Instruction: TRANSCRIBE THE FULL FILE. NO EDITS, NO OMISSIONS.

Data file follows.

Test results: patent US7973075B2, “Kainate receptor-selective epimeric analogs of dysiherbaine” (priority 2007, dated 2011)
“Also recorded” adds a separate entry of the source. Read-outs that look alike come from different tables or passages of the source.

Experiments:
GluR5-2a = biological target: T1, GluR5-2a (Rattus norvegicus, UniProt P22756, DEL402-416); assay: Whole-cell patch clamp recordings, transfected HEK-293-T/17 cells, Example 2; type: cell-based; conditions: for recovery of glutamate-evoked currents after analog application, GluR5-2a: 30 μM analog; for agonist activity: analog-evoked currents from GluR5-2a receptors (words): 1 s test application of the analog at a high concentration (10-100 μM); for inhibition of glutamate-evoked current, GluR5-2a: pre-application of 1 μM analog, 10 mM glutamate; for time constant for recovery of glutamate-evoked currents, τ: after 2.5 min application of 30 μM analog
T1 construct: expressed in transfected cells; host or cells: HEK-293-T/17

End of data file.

Test results: patent US7973075B2, “Kainate receptor-selective epimeric analogs of dysiherbaine” (priority 2007, dated 2011)
“Also recorded” adds a separate entry of the source. Read-outs that look alike come from different tables or passages of the source.

Experiments:
GluR5-2a = biological target: T1, GluR5-2a (Rattus norvegicus, UniProt P22756, DEL402-416); assay: Whole-cell patch clamp recordings, transfected HEK-293-T/17 cells, Example 2; type: cell-based; conditions: for recovery of glutamate-evoked currents after analog application, GluR5-2a: 30 μM analog; for agonist activity: analog-evoked currents from GluR5-2a receptors (words): 1 s test application of the analog at a high concentration (10-100 μM); for inhibition of glutamate-evoked current, GluR5-2a: pre-application of 1 μM analog, 10 mM glutamate; for time constant for recovery of glutamate-evoked currents, τ: after 2.5 min application of 30 μM analog
T1 construct: expressed in transfected cells; host or cells: HEK-293-T/17